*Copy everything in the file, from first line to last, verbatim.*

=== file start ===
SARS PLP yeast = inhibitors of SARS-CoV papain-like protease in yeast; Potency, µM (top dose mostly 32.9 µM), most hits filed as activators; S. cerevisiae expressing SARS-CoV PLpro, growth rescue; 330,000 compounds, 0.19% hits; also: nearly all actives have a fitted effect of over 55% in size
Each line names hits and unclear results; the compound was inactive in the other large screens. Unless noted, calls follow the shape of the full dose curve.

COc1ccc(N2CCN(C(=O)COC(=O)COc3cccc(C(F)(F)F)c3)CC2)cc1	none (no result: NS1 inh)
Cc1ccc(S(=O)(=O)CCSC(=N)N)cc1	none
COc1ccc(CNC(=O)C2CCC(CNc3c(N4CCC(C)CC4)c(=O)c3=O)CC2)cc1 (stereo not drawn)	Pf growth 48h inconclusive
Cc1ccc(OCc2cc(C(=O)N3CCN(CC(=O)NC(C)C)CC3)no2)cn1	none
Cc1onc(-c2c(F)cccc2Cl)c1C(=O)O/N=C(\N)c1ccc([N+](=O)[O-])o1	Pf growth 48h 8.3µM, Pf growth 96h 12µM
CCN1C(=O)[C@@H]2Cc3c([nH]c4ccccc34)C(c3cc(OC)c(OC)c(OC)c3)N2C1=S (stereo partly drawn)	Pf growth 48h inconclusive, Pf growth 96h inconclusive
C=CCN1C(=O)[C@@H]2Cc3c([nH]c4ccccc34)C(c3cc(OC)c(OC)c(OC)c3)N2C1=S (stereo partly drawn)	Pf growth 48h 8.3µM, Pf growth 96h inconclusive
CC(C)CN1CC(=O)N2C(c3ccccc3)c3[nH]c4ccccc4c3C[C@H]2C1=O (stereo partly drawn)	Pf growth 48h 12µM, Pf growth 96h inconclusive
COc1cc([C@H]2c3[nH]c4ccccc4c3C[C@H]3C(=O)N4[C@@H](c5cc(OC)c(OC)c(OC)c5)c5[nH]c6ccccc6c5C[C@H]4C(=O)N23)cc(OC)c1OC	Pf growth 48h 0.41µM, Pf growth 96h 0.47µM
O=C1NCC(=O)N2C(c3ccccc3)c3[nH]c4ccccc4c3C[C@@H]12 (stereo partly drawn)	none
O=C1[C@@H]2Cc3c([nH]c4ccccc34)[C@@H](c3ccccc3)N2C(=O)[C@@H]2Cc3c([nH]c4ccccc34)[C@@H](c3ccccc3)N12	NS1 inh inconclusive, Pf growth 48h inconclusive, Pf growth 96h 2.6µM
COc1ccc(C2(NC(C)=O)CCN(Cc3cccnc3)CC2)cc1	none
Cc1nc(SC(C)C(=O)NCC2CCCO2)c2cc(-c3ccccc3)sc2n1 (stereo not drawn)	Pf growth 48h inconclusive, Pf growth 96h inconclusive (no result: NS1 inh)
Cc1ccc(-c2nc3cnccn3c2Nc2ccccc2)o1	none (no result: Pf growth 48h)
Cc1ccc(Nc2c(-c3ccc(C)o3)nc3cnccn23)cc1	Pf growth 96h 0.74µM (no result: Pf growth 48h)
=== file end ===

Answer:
SARS PLP yeast = inhibitors of SARS-CoV papain-like protease in yeast; Potency, µM (top dose mostly 32.9 µM), most hits filed as activators; S. cerevisiae expressing SARS-CoV PLpro, growth rescue; 330,000 compounds, 0.19% hits; also: nearly all actives have a fitted effect of over 55% in size
Each line names hits and unclear results; the compound was inactive in the other large screens. Unless noted, calls follow the shape of the full dose curve.

COc1ccc(N2CCN(C(=O)COC(=O)COc3cccc(C(F)(F)F)c3)CC2)cc1	none (no result: NS1 inh)
Cc1ccc(S(=O)(=O)CCSC(=N)N)cc1	none
COc1ccc(CNC(=O)C2CCC(CNc3c(N4CCC(C)CC4)c(=O)c3=O)CC2)cc1 (stereo not drawn)	Pf growth 48h inconclusive
Cc1ccc(OCc2cc(C(=O)N3CCN(CC(=O)NC(C)C)CC3)no2)cn1	none
Cc1onc(-c2c(F)cccc2Cl)c1C(=O)O/N=C(\N)c1ccc([N+](=O)[O-])o1	Pf growth 48h 8.3µM, Pf growth 96h 12µM
CCN1C(=O)[C@@H]2Cc3c([nH]c4ccccc34)C(c3cc(OC)c(OC)c(OC)c3)N2C1=S (stereo partly drawn)	Pf growth 48h inconclusive, Pf growth 96h inconclusive
C=CCN1C(=O)[C@@H]2Cc3c([nH]c4ccccc34)C(c3cc(OC)c(OC)c(OC)c3)N2C1=S (stereo partly drawn)	Pf growth 48h 8.3µM, Pf growth 96h inconclusive
CC(C)CN1CC(=O)N2C(c3ccccc3)c3[nH]c4ccccc4c3C[C@H]2C1=O (stereo partly drawn)	Pf growth 48h 12µM, Pf growth 96h inconclusive
COc1cc([C@H]2c3[nH]c4ccccc4c3C[C@H]3C(=O)N4[C@@H](c5cc(OC)c(OC)c(OC)c5)c5[nH]c6ccccc6c5C[C@H]4C(=O)N23)cc(OC)c1OC	Pf growth 48h 0.41µM, Pf growth 96h 0.47µM
O=C1NCC(=O)N2C(c3ccccc3)c3[nH]c4ccccc4c3C[C@@H]12 (stereo partly drawn)	none
O=C1[C@@H]2Cc3c([nH]c4ccccc34)[C@@H](c3ccccc3)N2C(=O)[C@@H]2Cc3c([nH]c4ccccc34)[C@@H](c3ccccc3)N12	NS1 inh inconclusive, Pf growth 48h inconclusive, Pf growth 96h 2.6µM
COc1ccc(C2(NC(C)=O)CCN(Cc3cccnc3)CC2)cc1	none
Cc1nc(SC(C)C(=O)NCC2CCCO2)c2cc(-c3ccccc3)sc2n1 (stereo not drawn)	Pf growth 48h inconclusive, Pf growth 96h inconclusive (no result: NS1 inh)
Cc1ccc(-c2nc3cnccn3c2Nc2ccccc2)o1	none (no result: Pf growth 48h)
Cc1ccc(Nc2c(-c3ccc(C)o3)nc3cnccn23)cc1	Pf growth 96h 0.74µM (no result: Pf growth 48h)